A themed feature edition of People With Disabilities ACT’s journal, The Canberra Disability Review is also being launched in partnership with ACTCOSS. It aims to ignite to and stimulate the discussion of how well choice and control for people with disability has progressed – both in terms of the National Disability Strategy and the NDIS. This edition of the journal interrogates choice and control and provides a range of opinion pieces responding to ACTCOSS’ Choice and Control publication; a series of vox pops giving NDIS’ participant perspective on whether choice and control has improved; and a reality check of how far we’ve come since the National Disability Strategy was developed in improving human rights for people with disability.
It also has a unique infographic which shows how disability supports, mainstream systems and choice and control interact with underpinning rights and convention. “The game style layout is thought provoking and interactive with a serious side,” says Mr Altamore. “We’re inviting people to interact with key support elements and get a feeling for how chance underpins markets when they operate in the real world as well as how mainstream and specialist supports are required to work in unison to achieve the reality of choice and control.”
Lastly, Ms Helyar says, “We need to get back on task with the human rights based choice and control agenda. Investment is urgently needed to enable the full expression of choice and control by people living with disabilities. There are recommendations in our Budget submission and companion Budget briefing on the investments which are needed in this area. We have also made recommendations in our Submission to the Productivity Commission on NDIS costs and a submission to the Senate Community Affairs Reference Committee on the National Disability Strategy. These include properly funding disability voice and advocacy organisations, independent and systemic advocacy, and planning of infrastructure renewal with disability access as a top priority.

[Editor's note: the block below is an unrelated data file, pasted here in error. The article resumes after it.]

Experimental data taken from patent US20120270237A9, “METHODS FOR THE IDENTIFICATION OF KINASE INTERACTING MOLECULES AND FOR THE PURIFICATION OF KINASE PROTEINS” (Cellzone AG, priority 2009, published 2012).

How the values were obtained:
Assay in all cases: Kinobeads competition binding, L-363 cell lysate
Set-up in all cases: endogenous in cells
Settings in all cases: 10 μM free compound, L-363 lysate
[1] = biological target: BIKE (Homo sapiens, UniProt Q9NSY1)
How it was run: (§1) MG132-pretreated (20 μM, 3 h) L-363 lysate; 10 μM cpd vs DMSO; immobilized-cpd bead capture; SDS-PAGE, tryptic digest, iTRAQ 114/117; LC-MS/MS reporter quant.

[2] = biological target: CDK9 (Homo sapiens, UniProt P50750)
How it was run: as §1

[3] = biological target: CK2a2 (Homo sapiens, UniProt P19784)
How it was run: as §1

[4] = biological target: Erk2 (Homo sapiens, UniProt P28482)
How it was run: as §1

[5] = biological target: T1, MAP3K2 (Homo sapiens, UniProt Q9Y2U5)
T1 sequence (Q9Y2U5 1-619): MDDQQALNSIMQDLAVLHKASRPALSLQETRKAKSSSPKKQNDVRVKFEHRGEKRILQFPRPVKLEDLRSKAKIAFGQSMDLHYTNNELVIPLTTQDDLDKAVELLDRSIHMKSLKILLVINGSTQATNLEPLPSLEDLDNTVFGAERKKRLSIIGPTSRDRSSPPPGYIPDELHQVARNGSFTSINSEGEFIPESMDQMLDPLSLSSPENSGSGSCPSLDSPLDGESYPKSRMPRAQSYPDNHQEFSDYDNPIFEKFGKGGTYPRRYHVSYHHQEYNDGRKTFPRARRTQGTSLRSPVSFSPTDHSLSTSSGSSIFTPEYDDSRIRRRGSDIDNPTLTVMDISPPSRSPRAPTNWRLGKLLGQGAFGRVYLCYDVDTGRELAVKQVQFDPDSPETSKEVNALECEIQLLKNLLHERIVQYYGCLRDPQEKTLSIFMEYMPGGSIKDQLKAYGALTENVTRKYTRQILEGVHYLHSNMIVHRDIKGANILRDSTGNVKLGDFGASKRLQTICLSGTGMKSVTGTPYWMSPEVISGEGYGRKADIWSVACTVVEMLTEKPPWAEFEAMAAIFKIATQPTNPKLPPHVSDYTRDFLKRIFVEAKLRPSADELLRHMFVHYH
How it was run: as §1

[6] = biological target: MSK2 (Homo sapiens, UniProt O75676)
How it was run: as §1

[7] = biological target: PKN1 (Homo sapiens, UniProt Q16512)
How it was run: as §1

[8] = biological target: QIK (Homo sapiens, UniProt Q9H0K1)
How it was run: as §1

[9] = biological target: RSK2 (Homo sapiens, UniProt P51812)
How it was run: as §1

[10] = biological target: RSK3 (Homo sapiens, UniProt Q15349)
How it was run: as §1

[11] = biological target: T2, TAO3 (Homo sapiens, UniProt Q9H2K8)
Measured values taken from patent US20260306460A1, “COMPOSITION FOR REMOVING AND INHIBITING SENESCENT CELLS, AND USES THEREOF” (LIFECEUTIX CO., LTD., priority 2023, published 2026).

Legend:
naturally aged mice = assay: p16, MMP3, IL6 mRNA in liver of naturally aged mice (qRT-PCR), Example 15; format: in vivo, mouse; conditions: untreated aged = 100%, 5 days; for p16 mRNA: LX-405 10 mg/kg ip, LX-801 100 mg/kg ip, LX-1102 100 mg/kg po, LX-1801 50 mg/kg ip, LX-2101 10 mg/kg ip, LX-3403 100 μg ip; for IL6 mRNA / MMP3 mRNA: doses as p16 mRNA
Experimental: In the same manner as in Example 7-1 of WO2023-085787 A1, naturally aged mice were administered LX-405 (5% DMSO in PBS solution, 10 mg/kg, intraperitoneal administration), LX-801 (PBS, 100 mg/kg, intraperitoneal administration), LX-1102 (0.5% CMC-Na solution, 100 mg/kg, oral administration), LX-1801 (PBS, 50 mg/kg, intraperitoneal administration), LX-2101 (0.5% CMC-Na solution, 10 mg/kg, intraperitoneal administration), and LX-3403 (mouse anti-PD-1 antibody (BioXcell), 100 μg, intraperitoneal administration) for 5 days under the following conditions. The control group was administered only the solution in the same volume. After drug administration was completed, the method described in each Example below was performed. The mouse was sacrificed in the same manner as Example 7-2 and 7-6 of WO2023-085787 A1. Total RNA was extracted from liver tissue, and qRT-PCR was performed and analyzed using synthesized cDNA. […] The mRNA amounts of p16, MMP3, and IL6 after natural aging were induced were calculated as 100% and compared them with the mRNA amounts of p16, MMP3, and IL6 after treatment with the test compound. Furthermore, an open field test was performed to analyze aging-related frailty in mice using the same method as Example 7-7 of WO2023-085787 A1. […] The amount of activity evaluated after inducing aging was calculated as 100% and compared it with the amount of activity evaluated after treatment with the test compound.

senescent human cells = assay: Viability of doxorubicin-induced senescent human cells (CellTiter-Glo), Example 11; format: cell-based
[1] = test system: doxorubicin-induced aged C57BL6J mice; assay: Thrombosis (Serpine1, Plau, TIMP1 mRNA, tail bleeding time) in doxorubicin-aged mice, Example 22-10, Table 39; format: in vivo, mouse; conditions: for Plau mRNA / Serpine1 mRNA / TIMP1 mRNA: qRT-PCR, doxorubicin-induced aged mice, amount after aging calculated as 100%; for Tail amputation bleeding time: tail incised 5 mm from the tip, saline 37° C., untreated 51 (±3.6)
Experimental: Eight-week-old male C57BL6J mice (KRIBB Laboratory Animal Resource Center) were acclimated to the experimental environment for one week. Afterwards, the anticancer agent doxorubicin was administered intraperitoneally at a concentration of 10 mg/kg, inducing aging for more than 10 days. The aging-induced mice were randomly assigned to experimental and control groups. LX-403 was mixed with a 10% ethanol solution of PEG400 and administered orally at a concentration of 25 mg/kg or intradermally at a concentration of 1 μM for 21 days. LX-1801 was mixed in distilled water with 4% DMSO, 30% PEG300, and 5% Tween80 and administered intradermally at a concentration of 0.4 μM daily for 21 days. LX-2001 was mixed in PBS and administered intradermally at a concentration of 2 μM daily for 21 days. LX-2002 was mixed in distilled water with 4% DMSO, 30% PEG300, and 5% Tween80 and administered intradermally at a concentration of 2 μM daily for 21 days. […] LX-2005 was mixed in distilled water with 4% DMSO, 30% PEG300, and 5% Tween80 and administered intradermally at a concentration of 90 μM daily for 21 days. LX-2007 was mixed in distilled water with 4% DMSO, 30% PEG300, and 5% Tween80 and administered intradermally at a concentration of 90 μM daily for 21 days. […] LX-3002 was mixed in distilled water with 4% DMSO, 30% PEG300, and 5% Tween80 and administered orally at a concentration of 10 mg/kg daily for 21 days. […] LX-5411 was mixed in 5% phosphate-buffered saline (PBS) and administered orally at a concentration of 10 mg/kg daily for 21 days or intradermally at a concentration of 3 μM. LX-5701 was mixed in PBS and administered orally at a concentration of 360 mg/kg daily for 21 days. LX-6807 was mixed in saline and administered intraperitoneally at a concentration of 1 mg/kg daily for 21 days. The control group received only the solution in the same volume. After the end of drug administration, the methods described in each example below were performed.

“We need to monitor our progress against all components of the National Disability Strategy, including and beyond the NDIS and we need to ensure the planning processes, systems and resourcing through the NDIS actually promote choice and control,” Ms Helyar concluded.
PWD ACT and ACTCOSS will be holding a joint forum on 14 June 2017 to which we will be inviting Ministers, disability advocates and others in the community to agree solutions and chart a path back to choice and control.
For more information or comment please contact
Susan Helyar, Director, ACTCOSS on 0448 791 987 or 02 6202 7200.
Robert Altamore, Executive Officer, PWD ACT on 0423 931 753 or 02 6286 4223.
 Australian Bureau of Statistics, Disability, Ageing and Carers, Australia: First Results, 2015, cat. no. 4430.0.10.001, ABS, Canberra, 2016, viewed 24 May 2017, <http://www.abs.gov.au/ausstats/[email protected]/mf/4430.0.10.001>.
 Organisation for Economic Co-operation and Development, Sickness, Disability and Work: Breaking the Barriers - A Synthesis of Findings across OECD Countries, OECD, 2010, p.51.
 Australian Government, Commonwealth of Australia, National Disability Strategy, 2010 p.59, viewed 25 May 2017, <https://www.dss.gov.au/sites/default/files/documents/05_2012/national_disability_strategy_2010_2020.pdf>.